In the so-called “Twitter case”, Mr. Nabeel Rajab is being accused of “insulting a statutory body” (Article 216 of the Penal Code), “disseminating false rumours in time of war” (Article 133) and “offending a foreign country [Saudi Arabia]” (Article 215), which carries up to 15 years in prison. Those charges are related to tweets he posted denouncing the torture of detainees in the Kingdom’s Jaw Prison, where he is now being detained, and the human rights violations perpetrated by the Saudi-Arabia led coalition air strikes in Yemen. The case which suffers endless postponements since July 2016 will next be heard on November 19, 2017.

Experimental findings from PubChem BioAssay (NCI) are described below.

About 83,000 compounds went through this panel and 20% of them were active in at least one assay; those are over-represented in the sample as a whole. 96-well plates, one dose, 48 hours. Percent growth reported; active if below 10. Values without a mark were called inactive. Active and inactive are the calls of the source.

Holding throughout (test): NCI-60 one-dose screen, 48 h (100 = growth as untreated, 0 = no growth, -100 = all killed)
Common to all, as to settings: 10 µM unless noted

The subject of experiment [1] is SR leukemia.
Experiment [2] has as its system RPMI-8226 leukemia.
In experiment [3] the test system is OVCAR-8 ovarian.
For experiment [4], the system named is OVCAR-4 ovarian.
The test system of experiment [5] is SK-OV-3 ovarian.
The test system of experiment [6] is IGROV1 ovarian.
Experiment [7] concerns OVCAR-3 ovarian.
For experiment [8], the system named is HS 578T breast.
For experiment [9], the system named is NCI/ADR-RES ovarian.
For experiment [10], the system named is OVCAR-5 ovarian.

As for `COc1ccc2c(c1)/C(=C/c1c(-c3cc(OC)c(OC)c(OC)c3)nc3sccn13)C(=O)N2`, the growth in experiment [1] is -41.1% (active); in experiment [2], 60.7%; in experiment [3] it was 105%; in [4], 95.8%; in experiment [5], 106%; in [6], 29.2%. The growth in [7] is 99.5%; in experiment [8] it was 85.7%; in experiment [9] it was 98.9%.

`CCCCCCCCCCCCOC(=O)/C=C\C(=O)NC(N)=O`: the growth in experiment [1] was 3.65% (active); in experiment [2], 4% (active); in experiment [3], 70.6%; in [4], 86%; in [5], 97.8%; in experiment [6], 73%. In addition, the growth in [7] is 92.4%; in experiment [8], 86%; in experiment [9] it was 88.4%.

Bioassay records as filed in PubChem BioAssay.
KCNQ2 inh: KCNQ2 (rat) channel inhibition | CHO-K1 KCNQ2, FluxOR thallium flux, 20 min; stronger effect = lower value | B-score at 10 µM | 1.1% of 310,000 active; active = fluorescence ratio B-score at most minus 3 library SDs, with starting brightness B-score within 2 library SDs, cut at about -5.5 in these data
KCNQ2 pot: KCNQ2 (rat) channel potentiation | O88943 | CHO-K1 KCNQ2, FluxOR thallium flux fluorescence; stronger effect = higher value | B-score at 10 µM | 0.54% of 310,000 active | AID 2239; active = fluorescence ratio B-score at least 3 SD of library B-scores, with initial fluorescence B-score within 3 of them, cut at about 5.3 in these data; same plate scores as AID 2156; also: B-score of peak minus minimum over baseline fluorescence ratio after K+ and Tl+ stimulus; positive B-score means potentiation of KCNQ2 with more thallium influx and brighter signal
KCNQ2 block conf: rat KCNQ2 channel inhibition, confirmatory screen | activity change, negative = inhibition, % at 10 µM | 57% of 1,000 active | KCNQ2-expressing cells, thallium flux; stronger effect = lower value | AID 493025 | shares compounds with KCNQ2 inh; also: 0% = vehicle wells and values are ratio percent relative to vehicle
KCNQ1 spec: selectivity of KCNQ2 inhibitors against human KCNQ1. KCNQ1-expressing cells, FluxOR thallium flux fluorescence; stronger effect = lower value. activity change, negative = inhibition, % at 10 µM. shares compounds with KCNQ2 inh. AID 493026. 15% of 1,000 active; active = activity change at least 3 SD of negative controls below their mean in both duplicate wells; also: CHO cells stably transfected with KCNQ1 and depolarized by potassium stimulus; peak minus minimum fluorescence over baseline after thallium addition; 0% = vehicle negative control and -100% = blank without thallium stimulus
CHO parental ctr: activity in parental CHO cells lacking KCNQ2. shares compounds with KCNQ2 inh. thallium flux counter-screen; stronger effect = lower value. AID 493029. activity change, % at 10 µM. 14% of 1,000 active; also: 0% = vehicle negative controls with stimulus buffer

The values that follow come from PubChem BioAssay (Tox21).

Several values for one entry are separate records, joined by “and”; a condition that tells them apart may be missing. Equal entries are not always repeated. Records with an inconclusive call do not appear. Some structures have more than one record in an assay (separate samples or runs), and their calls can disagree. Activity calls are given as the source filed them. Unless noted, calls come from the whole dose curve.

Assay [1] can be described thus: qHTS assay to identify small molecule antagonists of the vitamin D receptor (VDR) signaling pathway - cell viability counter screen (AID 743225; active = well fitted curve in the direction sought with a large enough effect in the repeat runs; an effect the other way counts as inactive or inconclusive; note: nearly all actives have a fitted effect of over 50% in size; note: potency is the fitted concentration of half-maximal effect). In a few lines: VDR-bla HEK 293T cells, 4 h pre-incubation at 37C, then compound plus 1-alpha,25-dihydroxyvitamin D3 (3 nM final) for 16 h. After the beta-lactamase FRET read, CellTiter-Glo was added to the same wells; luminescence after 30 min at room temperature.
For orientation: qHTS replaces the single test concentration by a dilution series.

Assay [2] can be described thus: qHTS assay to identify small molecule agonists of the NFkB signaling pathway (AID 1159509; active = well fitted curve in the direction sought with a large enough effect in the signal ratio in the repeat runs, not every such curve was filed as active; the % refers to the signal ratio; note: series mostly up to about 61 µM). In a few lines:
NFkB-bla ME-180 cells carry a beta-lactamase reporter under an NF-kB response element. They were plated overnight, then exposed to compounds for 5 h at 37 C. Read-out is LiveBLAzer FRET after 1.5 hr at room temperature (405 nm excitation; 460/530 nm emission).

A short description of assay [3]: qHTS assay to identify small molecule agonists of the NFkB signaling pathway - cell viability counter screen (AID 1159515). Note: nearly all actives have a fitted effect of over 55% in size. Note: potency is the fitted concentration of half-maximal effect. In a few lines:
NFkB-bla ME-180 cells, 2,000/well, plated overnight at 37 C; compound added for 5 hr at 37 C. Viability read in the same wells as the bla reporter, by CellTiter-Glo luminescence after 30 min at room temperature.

The Observatory expresses its outmost concerns over reports of ill-treatment of Mr. Nabeel Rajab, whose health has severely degraded since the beginning of his detention. The Observatory thus urges the Bahraini authorities to guarantee Mr. Nabeel Rajab’s physical and psychological integrity.

In its concluding observations on Bahrain published on May 12, 2017, the United Nations Committee Against Torture (UN CAT) drew attention to the fact that “excessive use of solitary confinement constitutes cruel, inhuman or degrading punishment or, depending on the circumstances, even torture (...)” [1]. The UN CAT added that it was “deeply concerned” by the arbitrary imprisonment, torture and ill-treatment of detained human rights defenders, including Mr. Nabeel Rajab [2].